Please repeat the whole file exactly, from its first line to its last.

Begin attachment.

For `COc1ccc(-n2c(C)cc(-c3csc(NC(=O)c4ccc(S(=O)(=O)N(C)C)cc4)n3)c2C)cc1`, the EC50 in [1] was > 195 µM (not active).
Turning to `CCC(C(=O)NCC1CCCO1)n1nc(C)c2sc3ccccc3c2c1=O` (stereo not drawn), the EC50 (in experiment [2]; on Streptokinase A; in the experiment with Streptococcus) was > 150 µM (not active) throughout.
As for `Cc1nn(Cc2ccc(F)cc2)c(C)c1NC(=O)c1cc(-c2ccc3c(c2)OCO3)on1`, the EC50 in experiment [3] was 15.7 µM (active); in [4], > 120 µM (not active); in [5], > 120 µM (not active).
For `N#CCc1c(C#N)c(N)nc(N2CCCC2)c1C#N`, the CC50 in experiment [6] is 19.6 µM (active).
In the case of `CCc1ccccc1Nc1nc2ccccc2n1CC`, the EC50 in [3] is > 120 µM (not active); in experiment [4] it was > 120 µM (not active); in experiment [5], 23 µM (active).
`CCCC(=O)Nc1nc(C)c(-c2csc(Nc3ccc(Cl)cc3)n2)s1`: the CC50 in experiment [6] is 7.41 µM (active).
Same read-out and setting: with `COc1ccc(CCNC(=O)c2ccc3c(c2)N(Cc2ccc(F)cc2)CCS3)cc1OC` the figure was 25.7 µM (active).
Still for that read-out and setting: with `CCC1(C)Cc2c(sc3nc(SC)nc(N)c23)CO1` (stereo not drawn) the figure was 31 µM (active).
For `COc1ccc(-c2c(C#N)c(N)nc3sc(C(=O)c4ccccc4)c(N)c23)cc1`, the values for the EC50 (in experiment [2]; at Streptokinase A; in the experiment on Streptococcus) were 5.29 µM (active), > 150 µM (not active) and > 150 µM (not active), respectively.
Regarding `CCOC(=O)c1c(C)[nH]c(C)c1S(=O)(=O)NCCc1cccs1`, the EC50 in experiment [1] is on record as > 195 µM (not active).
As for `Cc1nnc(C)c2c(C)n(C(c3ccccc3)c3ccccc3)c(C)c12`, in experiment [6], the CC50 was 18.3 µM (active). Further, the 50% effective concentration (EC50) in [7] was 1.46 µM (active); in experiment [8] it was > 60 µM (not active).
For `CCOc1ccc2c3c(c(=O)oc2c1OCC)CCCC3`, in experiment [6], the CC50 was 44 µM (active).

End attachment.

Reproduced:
For `COc1ccc(-n2c(C)cc(-c3csc(NC(=O)c4ccc(S(=O)(=O)N(C)C)cc4)n3)c2C)cc1`, the EC50 in [1] was > 195 µM (not active).
Turning to `CCC(C(=O)NCC1CCCO1)n1nc(C)c2sc3ccccc3c2c1=O` (stereo not drawn), the EC50 (in experiment [2]; on Streptokinase A; in the experiment with Streptococcus) was > 150 µM (not active) throughout.
As for `Cc1nn(Cc2ccc(F)cc2)c(C)c1NC(=O)c1cc(-c2ccc3c(c2)OCO3)on1`, the EC50 in experiment [3] was 15.7 µM (active); in [4], > 120 µM (not active); in [5], > 120 µM (not active).
For `N#CCc1c(C#N)c(N)nc(N2CCCC2)c1C#N`, the CC50 in experiment [6] is 19.6 µM (active).
In the case of `CCc1ccccc1Nc1nc2ccccc2n1CC`, the EC50 in [3] is > 120 µM (not active); in experiment [4] it was > 120 µM (not active); in experiment [5], 23 µM (active).
`CCCC(=O)Nc1nc(C)c(-c2csc(Nc3ccc(Cl)cc3)n2)s1`: the CC50 in experiment [6] is 7.41 µM (active).
Same read-out and setting: with `COc1ccc(CCNC(=O)c2ccc3c(c2)N(Cc2ccc(F)cc2)CCS3)cc1OC` the figure was 25.7 µM (active).
Still for that read-out and setting: with `CCC1(C)Cc2c(sc3nc(SC)nc(N)c23)CO1` (stereo not drawn) the figure was 31 µM (active).
For `COc1ccc(-c2c(C#N)c(N)nc3sc(C(=O)c4ccccc4)c(N)c23)cc1`, the values for the EC50 (in experiment [2]; at Streptokinase A; in the experiment on Streptococcus) were 5.29 µM (active), > 150 µM (not active) and > 150 µM (not active), respectively.
Regarding `CCOC(=O)c1c(C)[nH]c(C)c1S(=O)(=O)NCCc1cccs1`, the EC50 in experiment [1] is on record as > 195 µM (not active).
As for `Cc1nnc(C)c2c(C)n(C(c3ccccc3)c3ccccc3)c(C)c12`, in experiment [6], the CC50 was 18.3 µM (active). Further, the 50% effective concentration (EC50) in [7] was 1.46 µM (active); in experiment [8] it was > 60 µM (not active).
For `CCOc1ccc2c3c(c(=O)oc2c1OCC)CCCC3`, in experiment [6], the CC50 was 44 µM (active).